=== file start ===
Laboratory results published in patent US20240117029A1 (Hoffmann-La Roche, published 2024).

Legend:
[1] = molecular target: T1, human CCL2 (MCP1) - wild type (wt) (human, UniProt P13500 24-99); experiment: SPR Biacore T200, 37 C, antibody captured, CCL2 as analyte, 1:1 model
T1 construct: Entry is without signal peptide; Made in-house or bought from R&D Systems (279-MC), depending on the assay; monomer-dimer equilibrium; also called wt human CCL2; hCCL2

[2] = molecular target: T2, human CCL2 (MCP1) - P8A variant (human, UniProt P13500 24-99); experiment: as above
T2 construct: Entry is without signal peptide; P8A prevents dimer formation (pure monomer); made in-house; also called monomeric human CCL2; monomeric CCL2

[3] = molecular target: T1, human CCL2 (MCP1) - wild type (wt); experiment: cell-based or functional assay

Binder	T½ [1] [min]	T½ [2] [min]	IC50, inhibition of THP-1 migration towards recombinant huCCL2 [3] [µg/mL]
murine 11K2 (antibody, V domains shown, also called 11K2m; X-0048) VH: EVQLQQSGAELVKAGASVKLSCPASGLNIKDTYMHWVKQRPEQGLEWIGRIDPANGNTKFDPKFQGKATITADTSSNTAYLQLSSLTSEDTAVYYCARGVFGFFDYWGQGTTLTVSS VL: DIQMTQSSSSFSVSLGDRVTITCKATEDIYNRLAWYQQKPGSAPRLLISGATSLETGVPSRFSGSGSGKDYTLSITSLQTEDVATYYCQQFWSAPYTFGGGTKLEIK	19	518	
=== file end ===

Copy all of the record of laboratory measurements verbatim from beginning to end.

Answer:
Laboratory results published in patent US20240117029A1 (Hoffmann-La Roche, published 2024).

Legend:
[1] = molecular target: T1, human CCL2 (MCP1) - wild type (wt) (human, UniProt P13500 24-99); experiment: SPR Biacore T200, 37 C, antibody captured, CCL2 as analyte, 1:1 model
T1 construct: Entry is without signal peptide; Made in-house or bought from R&D Systems (279-MC), depending on the assay; monomer-dimer equilibrium; also called wt human CCL2; hCCL2

[2] = molecular target: T2, human CCL2 (MCP1) - P8A variant (human, UniProt P13500 24-99); experiment: as above
T2 construct: Entry is without signal peptide; P8A prevents dimer formation (pure monomer); made in-house; also called monomeric human CCL2; monomeric CCL2

[3] = molecular target: T1, human CCL2 (MCP1) - wild type (wt); experiment: cell-based or functional assay

Binder	T½ [1] [min]	T½ [2] [min]	IC50, inhibition of THP-1 migration towards recombinant huCCL2 [3] [µg/mL]
murine 11K2 (antibody, V domains shown, also called 11K2m; X-0048) VH: EVQLQQSGAELVKAGASVKLSCPASGLNIKDTYMHWVKQRPEQGLEWIGRIDPANGNTKFDPKFQGKATITADTSSNTAYLQLSSLTSEDTAVYYCARGVFGFFDYWGQGTTLTVSS VL: DIQMTQSSSSFSVSLGDRVTITCKATEDIYNRLAWYQQKPGSAPRLLISGATSLETGVPSRFSGSGSGKDYTLSITSLQTEDVATYYCQQFWSAPYTFGGGTKLEIK	19	518	